Doctor insights on:
What Is A Low Thyroid Level
Thyroid: Could mean several things, but i guess you are probably asking about tsh. A pregnant woman's TSH is normally suppressed (lowered) during the first trimester of pregnancy, which gives the false impression of an over-active thyroid. Ob doctors should all be aware of this. If this is not what you were asking, feel free to clarify. ...Read more
Lab dependent: Each lab has slightly different reference ranges for each test. If you are asking about the TSH test, usually range is 0.4-4.0. Borderline high (for me) is 4.0-8.0, and above 8.0, i usually will treat or adjust the patients thyroid replacement. ...Read more
Above 4.5: In most labs, a value above 4.5 is high. However, symptoms related to low thyroid correlate much better with free T4 levels, rather than tsh. There are many people with elevated tsh, normal free t4, who feel perfectly normal (subclinical hypothyroidism). Persistently high TSH levels is indicative of a failing thyroid. ...Read more
Hypothyroidism: The actual thyroid hormone is T4 and t3 (liothyronine). When they are low, TSH elevates, but how high is somewhat variable, and "high tsh" per se is not dangerous. A low t4/t3 (liothyronine) can be dangerous; TSH is a good marker of thyroid function, but often it is necessary to measure ft4 or t3 (liothyronine). A mild elevation of TSH (eg. 4-10) is often without any symptoms and a normal ft4. ...Read more
What is consider too low of thyroid antibodies and thyroid peroxidase? What is a good reference range?
Levels not important: To see if your thyroid is healthy the only tests needed are a total or free T4 and a TSH. If they are fine there is no need to measure thyroid antibodies. If the TSH is high, elevation of one or both thyroid antibodies suggests you may have autoimmune thyroiditis which sometimes causes an underactive thyroid. Very high levels may indicate a higher risk but low levels are of no concern ...Read moreSee 2 more doctor answers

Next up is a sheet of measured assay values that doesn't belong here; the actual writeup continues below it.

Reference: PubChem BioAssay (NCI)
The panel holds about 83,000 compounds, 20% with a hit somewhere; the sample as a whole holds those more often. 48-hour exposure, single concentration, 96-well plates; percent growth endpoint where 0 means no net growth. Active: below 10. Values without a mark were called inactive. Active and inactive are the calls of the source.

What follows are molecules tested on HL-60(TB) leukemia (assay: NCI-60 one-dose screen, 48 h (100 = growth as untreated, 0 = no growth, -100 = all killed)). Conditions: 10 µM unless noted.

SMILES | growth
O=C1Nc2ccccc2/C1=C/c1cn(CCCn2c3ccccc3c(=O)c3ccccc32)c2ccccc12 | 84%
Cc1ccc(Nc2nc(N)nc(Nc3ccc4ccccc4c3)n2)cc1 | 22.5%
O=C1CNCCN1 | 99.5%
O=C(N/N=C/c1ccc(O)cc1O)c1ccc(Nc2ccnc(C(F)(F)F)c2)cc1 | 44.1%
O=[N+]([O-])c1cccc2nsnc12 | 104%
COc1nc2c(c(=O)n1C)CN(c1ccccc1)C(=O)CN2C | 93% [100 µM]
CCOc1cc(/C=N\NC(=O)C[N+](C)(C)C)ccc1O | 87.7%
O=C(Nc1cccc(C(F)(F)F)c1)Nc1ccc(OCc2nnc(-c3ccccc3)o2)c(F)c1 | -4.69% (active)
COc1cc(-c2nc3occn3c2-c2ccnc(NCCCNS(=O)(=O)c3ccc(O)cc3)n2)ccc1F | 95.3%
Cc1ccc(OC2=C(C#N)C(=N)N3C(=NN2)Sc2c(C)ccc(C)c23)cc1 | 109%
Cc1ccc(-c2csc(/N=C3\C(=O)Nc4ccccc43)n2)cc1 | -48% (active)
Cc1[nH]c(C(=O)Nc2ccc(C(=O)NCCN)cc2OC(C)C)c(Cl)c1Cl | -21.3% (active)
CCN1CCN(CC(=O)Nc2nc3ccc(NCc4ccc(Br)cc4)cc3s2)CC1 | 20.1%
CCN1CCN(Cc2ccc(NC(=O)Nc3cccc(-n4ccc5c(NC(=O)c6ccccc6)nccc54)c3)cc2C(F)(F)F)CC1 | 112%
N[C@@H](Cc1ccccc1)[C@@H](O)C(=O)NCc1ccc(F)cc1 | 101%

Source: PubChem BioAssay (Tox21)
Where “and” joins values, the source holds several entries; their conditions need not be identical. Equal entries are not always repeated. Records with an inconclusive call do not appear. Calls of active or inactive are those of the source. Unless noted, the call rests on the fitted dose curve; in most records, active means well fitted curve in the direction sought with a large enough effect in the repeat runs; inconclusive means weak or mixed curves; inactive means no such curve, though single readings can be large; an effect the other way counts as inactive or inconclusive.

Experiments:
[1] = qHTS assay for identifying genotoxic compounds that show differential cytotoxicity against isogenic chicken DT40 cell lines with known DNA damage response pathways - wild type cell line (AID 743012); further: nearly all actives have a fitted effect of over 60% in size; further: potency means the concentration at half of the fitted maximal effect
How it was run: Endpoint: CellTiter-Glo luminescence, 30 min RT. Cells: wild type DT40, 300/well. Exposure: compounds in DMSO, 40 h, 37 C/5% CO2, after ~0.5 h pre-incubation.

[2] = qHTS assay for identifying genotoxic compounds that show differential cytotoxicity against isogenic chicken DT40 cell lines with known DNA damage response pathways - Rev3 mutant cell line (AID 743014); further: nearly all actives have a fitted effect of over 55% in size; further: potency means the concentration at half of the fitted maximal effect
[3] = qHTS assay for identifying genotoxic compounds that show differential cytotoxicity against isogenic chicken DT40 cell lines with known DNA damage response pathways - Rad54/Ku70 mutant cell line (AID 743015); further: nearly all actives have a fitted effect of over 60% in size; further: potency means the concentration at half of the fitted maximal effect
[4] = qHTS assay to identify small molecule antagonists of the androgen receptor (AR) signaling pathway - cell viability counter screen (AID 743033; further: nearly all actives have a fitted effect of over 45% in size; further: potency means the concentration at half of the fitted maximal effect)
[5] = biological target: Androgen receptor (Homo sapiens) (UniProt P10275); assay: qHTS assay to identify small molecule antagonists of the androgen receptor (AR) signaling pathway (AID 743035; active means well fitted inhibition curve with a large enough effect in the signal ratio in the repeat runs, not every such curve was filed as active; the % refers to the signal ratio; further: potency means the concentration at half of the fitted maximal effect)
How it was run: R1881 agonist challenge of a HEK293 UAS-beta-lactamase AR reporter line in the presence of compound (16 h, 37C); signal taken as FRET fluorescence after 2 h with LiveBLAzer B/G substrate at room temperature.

Iron Levels: A healthy person should have a normal iron serum level in the range of 60 to 170 micrograms per deciliter of blood. Iron is an essential mineral, as well as a component of the proteins are used for oxygen transportation and metabolism. Iron helps to synthesize dopamine, Epinephrine and serotonin. Iron is stored in the body for use when dietary iron intake is low. ...Read more
Hashimotos: The most common cause is hashimotos thyroiditis, which is an autoimmune slow destruction of the thyroid. It tends to run in families, but not perfectly. It is easy to fix with thyroid replacement. ...Read more
It depends/can vary.: The standard reference ranges for serum creatinine are 0.5 to 1.0 mg/dl (about 45-90 ?mol/l) for women and 0.7 to 1.2 mg/dl (60-110 ?mol/l) for men. These can vary. For example, a bodybuilder can have a creatinine level of 2.0 and be healthy, while an elderly female can have a value of 1.2 and have severe renal disease. ...Read more
Need to look at T3 (liothyronine): And free t4. Low tsh, depending on the sensitivity of the assay, indicates thyroid hyper-function. However, the suspected hyperthyroidism needs to be confirmed with high levels of T3 (liothyronine) and free t4. All lab tests need to be evaluated in the clinical context and it would be prudent to take up the issue with your doctor. ...Read more
TSH: Tsh- thyroid stimulating hormone is released by the pituitary in response to low thyroid (t4) hormone levels. Tsh then causes more T4 to be released from the thyroid. High levels of T4 turn off the release of TSH in what is called a negative feedback loop. This process keeps thyroid levels relatively constant. ...Read moreSee 1 more doctor answer
It's controversial: There is broad consensus that a TSH between 0.3-2.5 is normal (assuming no pituitary problem exists), and broad consensus that TSH levels above 10 are abnormal and should be treated. A middle-of-the-road approach might be to say that levels between 5-10 are abnormal, and treatment is likely to be beneficial, and that values between 2.5-5 may be abnormal, and that treatment may be beneficial. ...Read moreSee 1 more doctor answer
Less than 30 ng/ml: The normal vitamin d level ranges from 30-80ng/ml (may vary somewhat in different lab). Thus, level less than 30 is considered deficient. I have tested many patients and have never seen anyone having above 65ng/ml--i gues because we generally don't get get enough sun exposure and/or not getting adequate intake from diet. Consult doc. Good luck... Ng/ml=nanogram/milliliter. ...Read more
Hypothyroidism: Different doctors will initiate therapy at different levels of thyroid underactivity. Most endocrinologists treat earlier rather than later. See an endocrinologist is you are not satisfied with your pcp's opinion. ...Read more
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